On Thu, 5 Feb 2009, Sven Schreiber wrote:
Allin Cottrell schrieb:
> On Wed, 4 Feb 2009, Riccardo (Jack) Lucchetti wrote:
>> On Tue, 3 Feb 2009, Allin Cottrell wrote:
>>> It's now implemented in CVS, up to a point. Note that the old CVS
>>> functions acf() and xcf() are gone. We now have one function,
>>> corrgm(). This has the semantics Jack describes. Absent the
>>> third argument, ACF and PACF are combined, in adjacent pairs of
>>> columns in the output matrix. (There's just one pair of columns
>>> in the output if arg1 is a series or column vector, but k >= 1
>>> pairs if arg1 is a general matrix or list.)
>> Two possible (mututally exclusive) refinements: one is implied by the
>> attached patch: when arg1 is multiple, the 2*n columns of the output
>> vector are sorted so that the first n columns contain the ACFs and columns
>> from n+1 to 2*n contain the PACFs. This would make it easier (IMO) to
>> retrieve the results.
> I'm OK with that -- any other reactions?
Yes I think separating ACF and PACF is better, although either would be
fine with me.
I've now made that change in CVS. That is,
for y a list with k members or a matrix with k columns, now gives
a (p x 2k) matrix in which the first k column hold the ACF values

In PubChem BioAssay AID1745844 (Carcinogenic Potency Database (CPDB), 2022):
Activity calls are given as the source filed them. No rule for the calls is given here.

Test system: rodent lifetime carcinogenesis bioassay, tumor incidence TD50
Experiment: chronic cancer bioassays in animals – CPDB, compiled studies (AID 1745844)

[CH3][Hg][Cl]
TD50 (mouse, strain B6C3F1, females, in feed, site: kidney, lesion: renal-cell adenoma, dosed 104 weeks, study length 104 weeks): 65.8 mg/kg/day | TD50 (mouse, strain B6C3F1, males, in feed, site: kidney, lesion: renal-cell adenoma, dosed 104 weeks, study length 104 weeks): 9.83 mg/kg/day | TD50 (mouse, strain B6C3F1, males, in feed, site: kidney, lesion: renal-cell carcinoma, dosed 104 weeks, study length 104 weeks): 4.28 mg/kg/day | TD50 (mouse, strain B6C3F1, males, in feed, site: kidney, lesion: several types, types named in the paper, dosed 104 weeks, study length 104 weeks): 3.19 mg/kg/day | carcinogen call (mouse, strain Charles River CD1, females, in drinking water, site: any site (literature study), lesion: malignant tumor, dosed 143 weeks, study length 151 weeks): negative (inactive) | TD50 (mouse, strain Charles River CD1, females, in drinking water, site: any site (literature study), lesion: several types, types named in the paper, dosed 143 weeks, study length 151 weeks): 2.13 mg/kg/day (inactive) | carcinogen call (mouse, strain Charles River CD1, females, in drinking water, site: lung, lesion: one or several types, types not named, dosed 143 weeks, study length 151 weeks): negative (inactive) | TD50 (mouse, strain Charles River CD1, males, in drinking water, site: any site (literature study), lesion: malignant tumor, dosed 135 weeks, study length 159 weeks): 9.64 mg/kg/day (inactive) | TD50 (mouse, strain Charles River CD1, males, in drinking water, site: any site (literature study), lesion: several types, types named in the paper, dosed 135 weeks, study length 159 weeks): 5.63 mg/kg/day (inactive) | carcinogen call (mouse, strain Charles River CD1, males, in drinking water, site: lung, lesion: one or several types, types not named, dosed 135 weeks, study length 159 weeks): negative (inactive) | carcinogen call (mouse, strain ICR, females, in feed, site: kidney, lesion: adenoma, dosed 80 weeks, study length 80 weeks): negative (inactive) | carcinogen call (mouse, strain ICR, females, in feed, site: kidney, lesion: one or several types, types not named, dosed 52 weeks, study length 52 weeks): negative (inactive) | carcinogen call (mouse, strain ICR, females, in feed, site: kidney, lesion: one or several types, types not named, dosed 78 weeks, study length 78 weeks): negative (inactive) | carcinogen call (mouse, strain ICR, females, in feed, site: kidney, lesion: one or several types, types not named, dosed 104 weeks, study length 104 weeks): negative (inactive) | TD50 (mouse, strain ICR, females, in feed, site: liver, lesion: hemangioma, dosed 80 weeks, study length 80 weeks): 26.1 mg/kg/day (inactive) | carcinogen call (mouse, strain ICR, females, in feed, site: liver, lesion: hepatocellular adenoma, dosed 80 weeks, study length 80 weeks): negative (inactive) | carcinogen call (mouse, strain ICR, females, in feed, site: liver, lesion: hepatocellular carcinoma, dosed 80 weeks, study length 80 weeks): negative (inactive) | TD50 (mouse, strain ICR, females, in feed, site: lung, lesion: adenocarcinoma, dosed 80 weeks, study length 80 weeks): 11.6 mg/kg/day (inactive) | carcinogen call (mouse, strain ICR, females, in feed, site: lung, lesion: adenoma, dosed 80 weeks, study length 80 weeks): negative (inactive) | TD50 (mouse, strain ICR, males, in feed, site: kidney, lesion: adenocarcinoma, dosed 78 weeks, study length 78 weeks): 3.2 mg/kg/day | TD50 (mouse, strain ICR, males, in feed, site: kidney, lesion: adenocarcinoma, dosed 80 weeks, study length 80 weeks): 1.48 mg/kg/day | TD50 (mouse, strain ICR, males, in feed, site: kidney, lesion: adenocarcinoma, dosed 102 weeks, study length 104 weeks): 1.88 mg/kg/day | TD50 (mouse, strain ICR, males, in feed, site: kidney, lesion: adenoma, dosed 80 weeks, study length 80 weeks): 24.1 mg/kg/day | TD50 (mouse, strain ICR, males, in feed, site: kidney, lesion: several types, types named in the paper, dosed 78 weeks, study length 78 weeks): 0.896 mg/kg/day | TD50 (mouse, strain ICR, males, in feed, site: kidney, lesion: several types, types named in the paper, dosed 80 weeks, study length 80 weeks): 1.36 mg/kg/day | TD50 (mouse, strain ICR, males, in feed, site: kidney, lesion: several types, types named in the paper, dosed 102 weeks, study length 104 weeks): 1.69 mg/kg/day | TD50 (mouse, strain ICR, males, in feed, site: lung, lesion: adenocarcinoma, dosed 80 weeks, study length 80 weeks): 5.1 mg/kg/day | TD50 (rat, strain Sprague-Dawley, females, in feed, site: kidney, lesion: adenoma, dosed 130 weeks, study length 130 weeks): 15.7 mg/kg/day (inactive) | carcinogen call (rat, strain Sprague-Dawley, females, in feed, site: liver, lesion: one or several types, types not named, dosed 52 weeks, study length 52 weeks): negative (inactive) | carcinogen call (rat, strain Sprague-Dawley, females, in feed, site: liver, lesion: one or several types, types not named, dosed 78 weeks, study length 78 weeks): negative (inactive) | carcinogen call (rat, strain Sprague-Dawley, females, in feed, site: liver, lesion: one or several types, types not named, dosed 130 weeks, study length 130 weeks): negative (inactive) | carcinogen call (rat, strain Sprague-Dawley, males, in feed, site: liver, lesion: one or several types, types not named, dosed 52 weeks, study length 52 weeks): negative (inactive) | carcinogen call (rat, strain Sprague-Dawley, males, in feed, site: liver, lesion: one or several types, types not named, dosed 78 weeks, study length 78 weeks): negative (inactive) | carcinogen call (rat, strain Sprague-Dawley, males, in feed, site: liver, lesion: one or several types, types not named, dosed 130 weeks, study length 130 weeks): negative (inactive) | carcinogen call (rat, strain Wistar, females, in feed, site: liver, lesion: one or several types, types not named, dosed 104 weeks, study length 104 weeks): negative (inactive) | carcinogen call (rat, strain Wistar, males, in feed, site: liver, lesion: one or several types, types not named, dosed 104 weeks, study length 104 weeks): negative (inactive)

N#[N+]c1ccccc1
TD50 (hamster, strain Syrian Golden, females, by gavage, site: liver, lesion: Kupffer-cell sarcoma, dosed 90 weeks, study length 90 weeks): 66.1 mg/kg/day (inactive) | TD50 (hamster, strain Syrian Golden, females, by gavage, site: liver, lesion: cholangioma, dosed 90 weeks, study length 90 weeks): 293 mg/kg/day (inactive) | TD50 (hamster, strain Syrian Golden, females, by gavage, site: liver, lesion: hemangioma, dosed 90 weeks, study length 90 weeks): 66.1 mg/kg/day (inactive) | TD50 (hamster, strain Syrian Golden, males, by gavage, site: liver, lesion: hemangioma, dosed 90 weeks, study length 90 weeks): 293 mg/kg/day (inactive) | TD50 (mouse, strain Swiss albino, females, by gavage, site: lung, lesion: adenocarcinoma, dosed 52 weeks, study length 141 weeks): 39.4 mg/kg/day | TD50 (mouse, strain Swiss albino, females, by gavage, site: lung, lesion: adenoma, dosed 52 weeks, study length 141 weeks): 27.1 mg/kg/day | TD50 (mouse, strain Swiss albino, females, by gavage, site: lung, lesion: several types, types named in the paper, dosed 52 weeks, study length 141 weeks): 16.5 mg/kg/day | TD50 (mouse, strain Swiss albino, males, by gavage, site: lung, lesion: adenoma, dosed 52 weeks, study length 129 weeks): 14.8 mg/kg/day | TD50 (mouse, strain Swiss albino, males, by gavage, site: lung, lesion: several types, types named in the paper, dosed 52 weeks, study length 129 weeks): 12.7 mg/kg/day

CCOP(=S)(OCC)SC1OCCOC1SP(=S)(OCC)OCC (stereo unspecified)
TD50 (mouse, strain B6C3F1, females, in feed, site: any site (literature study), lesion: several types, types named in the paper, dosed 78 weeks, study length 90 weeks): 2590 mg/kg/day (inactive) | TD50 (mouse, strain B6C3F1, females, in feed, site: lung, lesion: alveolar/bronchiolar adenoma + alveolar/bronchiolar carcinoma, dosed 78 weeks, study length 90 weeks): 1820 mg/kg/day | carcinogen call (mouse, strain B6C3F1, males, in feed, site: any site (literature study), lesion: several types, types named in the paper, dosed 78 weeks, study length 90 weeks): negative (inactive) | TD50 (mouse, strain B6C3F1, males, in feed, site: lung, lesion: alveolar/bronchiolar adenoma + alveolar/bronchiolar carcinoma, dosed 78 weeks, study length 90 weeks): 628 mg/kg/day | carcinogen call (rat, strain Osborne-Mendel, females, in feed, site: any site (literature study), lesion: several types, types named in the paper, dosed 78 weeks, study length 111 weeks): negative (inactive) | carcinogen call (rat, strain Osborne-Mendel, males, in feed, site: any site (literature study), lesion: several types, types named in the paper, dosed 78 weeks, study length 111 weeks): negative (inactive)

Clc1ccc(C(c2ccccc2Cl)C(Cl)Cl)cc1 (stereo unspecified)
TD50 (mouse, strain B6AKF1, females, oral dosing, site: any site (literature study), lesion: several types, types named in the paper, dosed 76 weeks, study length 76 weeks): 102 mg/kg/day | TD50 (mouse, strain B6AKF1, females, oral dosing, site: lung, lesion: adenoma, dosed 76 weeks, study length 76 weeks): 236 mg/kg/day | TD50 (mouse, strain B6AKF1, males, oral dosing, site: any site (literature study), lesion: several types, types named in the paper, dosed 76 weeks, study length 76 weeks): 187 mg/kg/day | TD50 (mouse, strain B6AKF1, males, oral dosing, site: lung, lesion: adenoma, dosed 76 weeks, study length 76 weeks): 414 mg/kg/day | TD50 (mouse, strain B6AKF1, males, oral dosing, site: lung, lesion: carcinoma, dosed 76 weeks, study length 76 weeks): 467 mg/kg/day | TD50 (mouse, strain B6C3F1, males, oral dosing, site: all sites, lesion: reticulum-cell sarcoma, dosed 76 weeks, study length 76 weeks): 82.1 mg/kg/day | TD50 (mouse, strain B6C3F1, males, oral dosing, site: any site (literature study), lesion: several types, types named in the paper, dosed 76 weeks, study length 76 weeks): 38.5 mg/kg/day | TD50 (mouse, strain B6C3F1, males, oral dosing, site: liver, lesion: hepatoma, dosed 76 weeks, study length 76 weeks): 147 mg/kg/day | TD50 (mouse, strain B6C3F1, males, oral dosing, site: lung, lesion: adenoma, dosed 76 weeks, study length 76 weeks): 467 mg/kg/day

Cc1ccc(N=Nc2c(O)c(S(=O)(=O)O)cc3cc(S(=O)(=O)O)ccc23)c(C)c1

and the remaining columns hold the PACFs.
I was going to say there is no need for [allowing mixing of
matrices and lists as arguments to the XCF variant]. I tend to
think that it somehow would be cleaner programming practice to
not mix series/lists with matrices, and gretl might as well
BTW, if I understand correctly, all the actual calculation code
was already there, so there's no need to worry about the way
missing values are handled, right? But for the mixed
series/matrix case which was not possible before it's not
obvious to me how that would handle missing values.
It's fairly restrictive. Series (including list members) are
taken over the currently defined sample range and it's an error if
there are any missing values in that range. In the case of mixing
of series and matrices, the matrix must have a number of rows
equal to the number of observations in the current sample. Since
matrices cannot contain NAs we're OK in that respect.
(The corrgm command -- as opposed to the corrgm() function -- is
slightly more relaxed, in that it will automatically trim missing
values from the start and/or end of the sample range before